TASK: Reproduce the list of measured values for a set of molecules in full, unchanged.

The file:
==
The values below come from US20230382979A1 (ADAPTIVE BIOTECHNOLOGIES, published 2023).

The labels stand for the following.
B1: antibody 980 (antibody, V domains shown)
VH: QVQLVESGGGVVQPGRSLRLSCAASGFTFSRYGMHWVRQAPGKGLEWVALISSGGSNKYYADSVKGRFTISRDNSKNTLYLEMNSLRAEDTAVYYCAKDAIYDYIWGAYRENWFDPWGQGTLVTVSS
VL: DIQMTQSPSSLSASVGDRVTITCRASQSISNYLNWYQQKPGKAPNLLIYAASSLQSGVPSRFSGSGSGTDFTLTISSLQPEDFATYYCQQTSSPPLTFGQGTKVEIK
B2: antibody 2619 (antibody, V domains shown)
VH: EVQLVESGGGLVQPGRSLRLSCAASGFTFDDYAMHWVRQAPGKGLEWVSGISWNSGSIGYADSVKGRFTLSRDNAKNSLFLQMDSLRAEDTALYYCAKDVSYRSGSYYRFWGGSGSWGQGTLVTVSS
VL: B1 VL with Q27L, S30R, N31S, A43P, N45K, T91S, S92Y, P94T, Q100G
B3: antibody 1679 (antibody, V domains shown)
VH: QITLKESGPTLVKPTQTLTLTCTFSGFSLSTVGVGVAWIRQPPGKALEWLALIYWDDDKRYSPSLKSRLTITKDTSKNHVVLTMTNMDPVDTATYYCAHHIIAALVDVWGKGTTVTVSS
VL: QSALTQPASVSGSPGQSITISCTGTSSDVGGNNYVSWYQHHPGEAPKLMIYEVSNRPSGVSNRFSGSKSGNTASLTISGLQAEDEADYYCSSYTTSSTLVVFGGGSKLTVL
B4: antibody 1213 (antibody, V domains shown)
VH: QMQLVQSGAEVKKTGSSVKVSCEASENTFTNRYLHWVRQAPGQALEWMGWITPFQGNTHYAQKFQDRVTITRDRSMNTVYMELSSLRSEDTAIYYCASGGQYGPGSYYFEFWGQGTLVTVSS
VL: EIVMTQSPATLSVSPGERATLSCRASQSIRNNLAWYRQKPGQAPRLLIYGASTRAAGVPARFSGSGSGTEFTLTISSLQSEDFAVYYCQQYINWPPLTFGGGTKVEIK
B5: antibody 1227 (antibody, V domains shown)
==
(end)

The values below come from US20230382979A1 (ADAPTIVE BIOTECHNOLOGIES, published 2023).

The labels stand for the following.
B1: antibody 980 (antibody, V domains shown)
VH: QVQLVESGGGVVQPGRSLRLSCAASGFTFSRYGMHWVRQAPGKGLEWVALISSGGSNKYYADSVKGRFTISRDNSKNTLYLEMNSLRAEDTAVYYCAKDAIYDYIWGAYRENWFDPWGQGTLVTVSS
VL: DIQMTQSPSSLSASVGDRVTITCRASQSISNYLNWYQQKPGKAPNLLIYAASSLQSGVPSRFSGSGSGTDFTLTISSLQPEDFATYYCQQTSSPPLTFGQGTKVEIK
B2: antibody 2619 (antibody, V domains shown)
VH: EVQLVESGGGLVQPGRSLRLSCAASGFTFDDYAMHWVRQAPGKGLEWVSGISWNSGSIGYADSVKGRFTLSRDNAKNSLFLQMDSLRAEDTALYYCAKDVSYRSGSYYRFWGGSGSWGQGTLVTVSS
VL: B1 VL with Q27L, S30R, N31S, A43P, N45K, T91S, S92Y, P94T, Q100G
B3: antibody 1679 (antibody, V domains shown)
VH: QITLKESGPTLVKPTQTLTLTCTFSGFSLSTVGVGVAWIRQPPGKALEWLALIYWDDDKRYSPSLKSRLTITKDTSKNHVVLTMTNMDPVDTATYYCAHHIIAALVDVWGKGTTVTVSS
VL: QSALTQPASVSGSPGQSITISCTGTSSDVGGNNYVSWYQHHPGEAPKLMIYEVSNRPSGVSNRFSGSKSGNTASLTISGLQAEDEADYYCSSYTTSSTLVVFGGGSKLTVL
B4: antibody 1213 (antibody, V domains shown)
VH: QMQLVQSGAEVKKTGSSVKVSCEASENTFTNRYLHWVRQAPGQALEWMGWITPFQGNTHYAQKFQDRVTITRDRSMNTVYMELSSLRSEDTAIYYCASGGQYGPGSYYFEFWGQGTLVTVSS
VL: EIVMTQSPATLSVSPGERATLSCRASQSIRNNLAWYRQKPGQAPRLLIYGASTRAAGVPARFSGSGSGTEFTLTISSLQSEDFAVYYCQQYINWPPLTFGGGTKVEIK
B5: antibody 1227 (antibody, V domains shown)